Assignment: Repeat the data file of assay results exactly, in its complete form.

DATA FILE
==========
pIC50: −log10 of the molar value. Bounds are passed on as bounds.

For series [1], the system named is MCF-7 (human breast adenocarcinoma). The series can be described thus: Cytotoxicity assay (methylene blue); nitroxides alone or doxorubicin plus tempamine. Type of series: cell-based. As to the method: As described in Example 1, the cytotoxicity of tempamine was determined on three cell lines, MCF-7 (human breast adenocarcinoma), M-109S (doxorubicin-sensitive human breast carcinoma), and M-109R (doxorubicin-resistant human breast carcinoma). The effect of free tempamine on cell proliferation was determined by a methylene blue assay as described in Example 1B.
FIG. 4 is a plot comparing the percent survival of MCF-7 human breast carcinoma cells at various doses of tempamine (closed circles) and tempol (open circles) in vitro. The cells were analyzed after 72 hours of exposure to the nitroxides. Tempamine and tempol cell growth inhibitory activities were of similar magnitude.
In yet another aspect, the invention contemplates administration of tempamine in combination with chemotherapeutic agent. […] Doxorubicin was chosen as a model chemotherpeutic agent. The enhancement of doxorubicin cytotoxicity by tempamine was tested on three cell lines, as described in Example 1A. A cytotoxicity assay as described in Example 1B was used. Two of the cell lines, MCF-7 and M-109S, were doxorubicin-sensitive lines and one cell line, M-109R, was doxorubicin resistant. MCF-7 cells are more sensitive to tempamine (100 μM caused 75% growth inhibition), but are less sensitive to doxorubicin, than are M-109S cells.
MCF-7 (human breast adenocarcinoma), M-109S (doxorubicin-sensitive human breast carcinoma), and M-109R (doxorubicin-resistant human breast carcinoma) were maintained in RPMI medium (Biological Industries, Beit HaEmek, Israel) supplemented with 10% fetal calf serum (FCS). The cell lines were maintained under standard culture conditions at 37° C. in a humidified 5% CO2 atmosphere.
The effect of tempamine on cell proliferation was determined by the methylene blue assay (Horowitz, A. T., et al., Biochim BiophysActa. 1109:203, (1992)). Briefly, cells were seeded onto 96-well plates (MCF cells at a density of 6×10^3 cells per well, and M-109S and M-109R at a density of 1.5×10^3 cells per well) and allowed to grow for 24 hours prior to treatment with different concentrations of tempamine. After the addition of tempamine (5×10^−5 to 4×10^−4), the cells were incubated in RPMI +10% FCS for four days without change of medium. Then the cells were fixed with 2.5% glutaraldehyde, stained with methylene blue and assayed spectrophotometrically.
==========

pIC50: −log10 of the molar value. Bounds are passed on as bounds.

For series [1], the system named is MCF-7 (human breast adenocarcinoma). The series can be described thus: Cytotoxicity assay (methylene blue); nitroxides alone or doxorubicin plus tempamine. Type of series: cell-based. As to the method: As described in Example 1, the cytotoxicity of tempamine was determined on three cell lines, MCF-7 (human breast adenocarcinoma), M-109S (doxorubicin-sensitive human breast carcinoma), and M-109R (doxorubicin-resistant human breast carcinoma). The effect of free tempamine on cell proliferation was determined by a methylene blue assay as described in Example 1B.
FIG. 4 is a plot comparing the percent survival of MCF-7 human breast carcinoma cells at various doses of tempamine (closed circles) and tempol (open circles) in vitro. The cells were analyzed after 72 hours of exposure to the nitroxides. Tempamine and tempol cell growth inhibitory activities were of similar magnitude.
In yet another aspect, the invention contemplates administration of tempamine in combination with chemotherapeutic agent. […] Doxorubicin was chosen as a model chemotherpeutic agent. The enhancement of doxorubicin cytotoxicity by tempamine was tested on three cell lines, as described in Example 1A. A cytotoxicity assay as described in Example 1B was used. Two of the cell lines, MCF-7 and M-109S, were doxorubicin-sensitive lines and one cell line, M-109R, was doxorubicin resistant. MCF-7 cells are more sensitive to tempamine (100 μM caused 75% growth inhibition), but are less sensitive to doxorubicin, than are M-109S cells.
MCF-7 (human breast adenocarcinoma), M-109S (doxorubicin-sensitive human breast carcinoma), and M-109R (doxorubicin-resistant human breast carcinoma) were maintained in RPMI medium (Biological Industries, Beit HaEmek, Israel) supplemented with 10% fetal calf serum (FCS). The cell lines were maintained under standard culture conditions at 37° C. in a humidified 5% CO2 atmosphere.
The effect of tempamine on cell proliferation was determined by the methylene blue assay (Horowitz, A. T., et al., Biochim BiophysActa. 1109:203, (1992)). Briefly, cells were seeded onto 96-well plates (MCF cells at a density of 6×10^3 cells per well, and M-109S and M-109R at a density of 1.5×10^3 cells per well) and allowed to grow for 24 hours prior to treatment with different concentrations of tempamine. After the addition of tempamine (5×10^−5 to 4×10^−4), the cells were incubated in RPMI +10% FCS for four days without change of medium. Then the cells were fixed with 2.5% glutaraldehyde, stained with methylene blue and assayed spectrophotometrically.